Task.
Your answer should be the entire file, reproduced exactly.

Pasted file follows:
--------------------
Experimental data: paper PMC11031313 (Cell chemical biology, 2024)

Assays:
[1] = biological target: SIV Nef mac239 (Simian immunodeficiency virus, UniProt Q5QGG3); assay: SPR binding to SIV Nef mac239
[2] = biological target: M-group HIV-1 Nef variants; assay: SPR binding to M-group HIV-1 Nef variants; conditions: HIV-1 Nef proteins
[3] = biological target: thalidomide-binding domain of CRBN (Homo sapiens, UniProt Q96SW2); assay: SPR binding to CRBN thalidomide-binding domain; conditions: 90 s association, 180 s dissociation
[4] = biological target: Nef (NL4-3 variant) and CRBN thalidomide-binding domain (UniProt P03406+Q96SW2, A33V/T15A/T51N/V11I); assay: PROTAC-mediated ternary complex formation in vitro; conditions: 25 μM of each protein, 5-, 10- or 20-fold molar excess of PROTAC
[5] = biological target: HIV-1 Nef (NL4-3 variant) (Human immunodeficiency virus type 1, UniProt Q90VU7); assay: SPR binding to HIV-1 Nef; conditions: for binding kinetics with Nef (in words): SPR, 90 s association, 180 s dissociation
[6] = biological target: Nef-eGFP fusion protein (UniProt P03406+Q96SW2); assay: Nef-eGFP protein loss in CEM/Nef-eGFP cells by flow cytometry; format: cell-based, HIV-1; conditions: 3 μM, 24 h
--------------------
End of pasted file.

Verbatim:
Experimental data: paper PMC11031313 (Cell chemical biology, 2024)

Assays:
[1] = biological target: SIV Nef mac239 (Simian immunodeficiency virus, UniProt Q5QGG3); assay: SPR binding to SIV Nef mac239
[2] = biological target: M-group HIV-1 Nef variants; assay: SPR binding to M-group HIV-1 Nef variants; conditions: HIV-1 Nef proteins
[3] = biological target: thalidomide-binding domain of CRBN (Homo sapiens, UniProt Q96SW2); assay: SPR binding to CRBN thalidomide-binding domain; conditions: 90 s association, 180 s dissociation
[4] = biological target: Nef (NL4-3 variant) and CRBN thalidomide-binding domain (UniProt P03406+Q96SW2, A33V/T15A/T51N/V11I); assay: PROTAC-mediated ternary complex formation in vitro; conditions: 25 μM of each protein, 5-, 10- or 20-fold molar excess of PROTAC
[5] = biological target: HIV-1 Nef (NL4-3 variant) (Human immunodeficiency virus type 1, UniProt Q90VU7); assay: SPR binding to HIV-1 Nef; conditions: for binding kinetics with Nef (in words): SPR, 90 s association, 180 s dissociation
[6] = biological target: Nef-eGFP fusion protein (UniProt P03406+Q96SW2); assay: Nef-eGFP protein loss in CEM/Nef-eGFP cells by flow cytometry; format: cell-based, HIV-1; conditions: 3 μM, 24 h